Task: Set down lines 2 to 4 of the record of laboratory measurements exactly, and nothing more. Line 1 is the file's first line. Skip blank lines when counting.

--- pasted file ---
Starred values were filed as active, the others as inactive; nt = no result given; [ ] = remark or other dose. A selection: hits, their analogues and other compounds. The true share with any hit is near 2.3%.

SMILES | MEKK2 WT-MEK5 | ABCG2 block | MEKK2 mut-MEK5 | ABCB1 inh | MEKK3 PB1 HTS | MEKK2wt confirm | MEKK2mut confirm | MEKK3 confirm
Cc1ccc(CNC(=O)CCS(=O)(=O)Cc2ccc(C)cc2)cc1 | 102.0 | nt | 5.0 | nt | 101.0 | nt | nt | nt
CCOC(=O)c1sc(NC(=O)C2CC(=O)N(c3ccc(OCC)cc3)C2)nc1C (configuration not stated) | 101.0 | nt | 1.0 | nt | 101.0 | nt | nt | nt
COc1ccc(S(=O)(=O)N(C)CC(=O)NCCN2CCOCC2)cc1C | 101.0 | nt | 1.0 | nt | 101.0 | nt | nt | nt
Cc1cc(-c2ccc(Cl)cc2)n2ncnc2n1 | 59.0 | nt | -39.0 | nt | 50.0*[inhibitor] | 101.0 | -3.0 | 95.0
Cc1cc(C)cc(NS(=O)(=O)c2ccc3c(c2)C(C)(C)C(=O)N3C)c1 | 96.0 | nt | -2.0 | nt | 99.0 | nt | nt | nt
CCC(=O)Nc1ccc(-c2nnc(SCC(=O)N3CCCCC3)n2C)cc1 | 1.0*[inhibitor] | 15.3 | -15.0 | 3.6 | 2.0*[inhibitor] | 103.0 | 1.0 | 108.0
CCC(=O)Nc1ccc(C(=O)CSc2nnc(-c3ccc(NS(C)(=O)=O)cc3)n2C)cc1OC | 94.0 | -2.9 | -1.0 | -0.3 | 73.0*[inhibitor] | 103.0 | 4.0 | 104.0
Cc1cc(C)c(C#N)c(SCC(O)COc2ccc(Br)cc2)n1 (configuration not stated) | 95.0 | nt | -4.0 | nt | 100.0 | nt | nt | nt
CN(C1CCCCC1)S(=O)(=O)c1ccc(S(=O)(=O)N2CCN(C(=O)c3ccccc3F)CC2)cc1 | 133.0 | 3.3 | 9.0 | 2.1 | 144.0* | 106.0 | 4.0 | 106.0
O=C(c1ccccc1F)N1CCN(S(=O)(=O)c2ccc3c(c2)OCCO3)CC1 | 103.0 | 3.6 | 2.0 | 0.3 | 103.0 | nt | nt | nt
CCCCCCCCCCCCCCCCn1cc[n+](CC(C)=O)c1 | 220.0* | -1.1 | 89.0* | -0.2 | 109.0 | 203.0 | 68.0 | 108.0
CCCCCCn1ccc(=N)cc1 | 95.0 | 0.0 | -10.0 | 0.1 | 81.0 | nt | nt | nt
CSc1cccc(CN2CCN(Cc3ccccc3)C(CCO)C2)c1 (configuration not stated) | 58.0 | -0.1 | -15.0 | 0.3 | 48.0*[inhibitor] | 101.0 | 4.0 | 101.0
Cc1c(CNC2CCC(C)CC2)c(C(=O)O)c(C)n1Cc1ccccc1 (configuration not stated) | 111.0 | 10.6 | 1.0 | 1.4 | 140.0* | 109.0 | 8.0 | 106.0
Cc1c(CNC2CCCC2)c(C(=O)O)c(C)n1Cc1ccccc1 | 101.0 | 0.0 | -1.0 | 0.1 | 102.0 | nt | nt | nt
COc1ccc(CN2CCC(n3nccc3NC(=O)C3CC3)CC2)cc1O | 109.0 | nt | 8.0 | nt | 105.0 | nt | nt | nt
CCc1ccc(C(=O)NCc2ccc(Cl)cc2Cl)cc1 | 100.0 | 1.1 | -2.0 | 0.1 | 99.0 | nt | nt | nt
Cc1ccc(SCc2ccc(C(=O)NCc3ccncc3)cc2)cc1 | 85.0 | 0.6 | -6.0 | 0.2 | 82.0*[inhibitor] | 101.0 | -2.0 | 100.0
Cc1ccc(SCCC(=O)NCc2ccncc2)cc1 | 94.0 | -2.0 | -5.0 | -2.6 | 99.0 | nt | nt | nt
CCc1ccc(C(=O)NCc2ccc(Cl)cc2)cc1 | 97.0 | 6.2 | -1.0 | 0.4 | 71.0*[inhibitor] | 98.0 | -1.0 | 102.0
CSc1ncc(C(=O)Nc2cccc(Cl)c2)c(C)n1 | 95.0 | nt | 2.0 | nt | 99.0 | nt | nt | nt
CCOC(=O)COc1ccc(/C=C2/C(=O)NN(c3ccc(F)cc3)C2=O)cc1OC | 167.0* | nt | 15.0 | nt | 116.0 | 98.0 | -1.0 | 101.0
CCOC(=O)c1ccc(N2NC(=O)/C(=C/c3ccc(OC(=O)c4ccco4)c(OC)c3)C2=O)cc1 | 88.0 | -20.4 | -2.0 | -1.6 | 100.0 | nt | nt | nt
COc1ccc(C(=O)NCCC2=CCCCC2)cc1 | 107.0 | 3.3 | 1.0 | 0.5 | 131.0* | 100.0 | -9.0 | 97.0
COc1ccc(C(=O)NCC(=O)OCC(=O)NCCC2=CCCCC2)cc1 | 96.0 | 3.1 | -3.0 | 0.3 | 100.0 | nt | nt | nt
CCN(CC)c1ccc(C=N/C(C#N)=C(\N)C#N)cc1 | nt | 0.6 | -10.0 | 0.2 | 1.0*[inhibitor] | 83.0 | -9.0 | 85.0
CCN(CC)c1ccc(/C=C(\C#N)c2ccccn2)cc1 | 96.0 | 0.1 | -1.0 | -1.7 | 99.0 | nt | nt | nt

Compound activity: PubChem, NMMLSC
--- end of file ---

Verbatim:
SMILES | MEKK2 WT-MEK5 | ABCG2 block | MEKK2 mut-MEK5 | ABCB1 inh | MEKK3 PB1 HTS | MEKK2wt confirm | MEKK2mut confirm | MEKK3 confirm
Cc1ccc(CNC(=O)CCS(=O)(=O)Cc2ccc(C)cc2)cc1 | 102.0 | nt | 5.0 | nt | 101.0 | nt | nt | nt
CCOC(=O)c1sc(NC(=O)C2CC(=O)N(c3ccc(OCC)cc3)C2)nc1C (configuration not stated) | 101.0 | nt | 1.0 | nt | 101.0 | nt | nt | nt